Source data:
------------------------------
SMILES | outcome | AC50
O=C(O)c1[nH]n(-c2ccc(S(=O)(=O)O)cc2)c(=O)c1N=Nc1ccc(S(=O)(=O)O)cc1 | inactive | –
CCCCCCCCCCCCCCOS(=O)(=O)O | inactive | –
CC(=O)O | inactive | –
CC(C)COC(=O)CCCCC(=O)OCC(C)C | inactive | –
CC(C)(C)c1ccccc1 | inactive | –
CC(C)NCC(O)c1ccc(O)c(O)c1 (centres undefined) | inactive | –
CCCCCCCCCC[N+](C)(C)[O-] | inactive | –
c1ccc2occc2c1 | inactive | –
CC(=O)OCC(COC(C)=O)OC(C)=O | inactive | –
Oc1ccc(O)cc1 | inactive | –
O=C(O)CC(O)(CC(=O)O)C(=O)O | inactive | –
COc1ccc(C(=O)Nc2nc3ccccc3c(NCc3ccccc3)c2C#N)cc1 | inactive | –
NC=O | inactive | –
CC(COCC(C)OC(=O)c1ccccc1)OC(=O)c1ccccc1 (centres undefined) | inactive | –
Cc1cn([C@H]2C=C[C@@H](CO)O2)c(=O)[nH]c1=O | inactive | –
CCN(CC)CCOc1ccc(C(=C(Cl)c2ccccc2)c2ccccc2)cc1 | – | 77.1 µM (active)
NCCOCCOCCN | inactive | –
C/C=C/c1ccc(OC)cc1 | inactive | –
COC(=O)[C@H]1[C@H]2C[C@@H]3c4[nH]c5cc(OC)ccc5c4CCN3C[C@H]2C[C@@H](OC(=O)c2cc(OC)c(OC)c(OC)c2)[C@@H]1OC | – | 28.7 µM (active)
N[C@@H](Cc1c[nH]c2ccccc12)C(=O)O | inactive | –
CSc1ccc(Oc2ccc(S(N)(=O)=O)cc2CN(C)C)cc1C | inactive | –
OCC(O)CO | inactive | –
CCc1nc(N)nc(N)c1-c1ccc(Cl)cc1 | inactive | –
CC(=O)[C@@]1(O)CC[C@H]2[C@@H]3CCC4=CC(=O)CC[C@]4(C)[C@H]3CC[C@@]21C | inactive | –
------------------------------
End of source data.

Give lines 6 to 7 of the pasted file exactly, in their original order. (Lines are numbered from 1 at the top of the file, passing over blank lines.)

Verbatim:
CC(C)(C)c1ccccc1 | inactive | –
CC(C)NCC(O)c1ccc(O)c(O)c1 (centres undefined) | inactive | –